7. You can always customize the virtual machine later as long as it is not running. It would be hard to change the hard drive though, especially to shrink it.
  4. Start the virtual machine. Start the Ubuntu install process. You can use the automatic install process. At some point you will be asked about the destination hard drive. Choose "other" solution and then configure the hard disk space manually: select no swap file, and the whole space as one ext4 partition mounted as / ..
  5. Reboot the virtual machine computer and log in into Ubuntu.
  6. In case of problems with screen resolution when running inside VirtualBox: (Similar solutions are available for VmWare.)
    1. Open terminal window and run:
       sudo apt-get install virtualbox-guest-dkms
    2. Restart the machine and test if the screen can be enlarged after logging in.
      In case the procedure above did not work:
      1. sudo apt-get purge virtualbox-*
      2. In the virtual box MENU → devices → Inser guest additions CD image
      3. cd /media/your_user_id/<hit TAB>
      4. sudo ./
      5. and restart the virtual machine.
  7. In case your OS GUI responds slowly inside of the virtula machine install a lightweight user interface. Run the update below, log out, select a different GUI and log in again:
    sudo apt-get install gnome-session-fallback
  8. Update the OS. You will see a pop up box alerting you to probably just two updates available. If only that were all. After you complete the first updates, check again for updates. Select and update all. This will take a significant amount of time, and does not need to be attended. Find something to keep you busy for a while.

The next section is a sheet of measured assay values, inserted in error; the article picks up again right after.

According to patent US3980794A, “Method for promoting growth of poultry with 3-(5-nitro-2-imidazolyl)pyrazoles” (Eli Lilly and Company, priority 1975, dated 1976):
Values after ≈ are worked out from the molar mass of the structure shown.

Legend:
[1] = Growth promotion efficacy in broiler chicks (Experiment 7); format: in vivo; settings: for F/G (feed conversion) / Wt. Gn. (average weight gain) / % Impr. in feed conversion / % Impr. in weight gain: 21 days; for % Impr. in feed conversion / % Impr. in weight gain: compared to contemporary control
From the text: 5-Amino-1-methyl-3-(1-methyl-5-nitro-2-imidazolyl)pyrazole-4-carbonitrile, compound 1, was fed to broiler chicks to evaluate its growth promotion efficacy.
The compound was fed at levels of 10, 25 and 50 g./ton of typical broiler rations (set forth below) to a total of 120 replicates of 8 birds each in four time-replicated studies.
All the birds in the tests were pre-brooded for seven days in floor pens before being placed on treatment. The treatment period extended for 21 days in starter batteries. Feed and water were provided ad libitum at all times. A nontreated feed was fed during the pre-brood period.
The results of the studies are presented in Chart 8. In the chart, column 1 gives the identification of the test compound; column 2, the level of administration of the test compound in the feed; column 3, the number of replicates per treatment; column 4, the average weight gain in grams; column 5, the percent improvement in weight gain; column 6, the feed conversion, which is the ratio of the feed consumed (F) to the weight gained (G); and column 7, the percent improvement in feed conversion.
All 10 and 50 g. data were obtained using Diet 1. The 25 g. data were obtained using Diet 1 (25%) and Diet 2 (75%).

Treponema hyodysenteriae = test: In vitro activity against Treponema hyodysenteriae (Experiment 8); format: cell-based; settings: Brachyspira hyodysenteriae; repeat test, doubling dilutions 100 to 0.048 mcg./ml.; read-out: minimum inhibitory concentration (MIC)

9. Under the application menu, select Add/Remove. Find the Gnome Partition Manager and install it. (This package is an application so it can be installed from the console, but you should explore the graphical interface as well.)
  10. To clean up cached installation files open a terminal window and run: sudo apt-get clean.
  11. If you're having problems with the screen size, The default is 800x600. It won't stretch. Use Menu → Settings → Display → screen resolution to change the window size, then maximize the window.

Additional configuration that needs to be applied to the system

Attention. In case your update fails due to an unrecognized package name, or package unavailable, repeat the command with that particular package name removed. Then inspect the spelling of the failed package name and try to install it separately. In case of error message stating that one (or more) package cannot be found, repeat the installation command without listing that package. This request applies to all future lab instructions as well until the end of the semester.

  1. sudo apt-get update
  2. sudo apt-get install grub2 gparted
  3. sudo apt-get install gedit gedit-plugins
  4. sudo apt-get install build-essential gcc g++ gcc-doc
  5. sudo apt-get install git git-gui wget
  6. Did you remember to download and apply the system updates? It can be done from the console:
    sudo apt-get update
    sudo apt-get upgrade
    sudo apt-get autoremove

Proof of work

As a proof of work please write a simple program in C or C++ that prints your first and last name to the standard output (printf/cout). Open the program source code in a text editor, recompile the program again and run it in the console window, rearrange windows that both of them are visible at the same time, and capture the entire Linux desktop screen and save as PNG or JPG file. You can either capture the screen using Ubuntu screen capture, or if you run a virtual machine, you could use Windows PrintScreen feature.


Drop off the screen shot image in PNG or JPG file format in the corresponding assignment drop box on Sakai.

Thank you.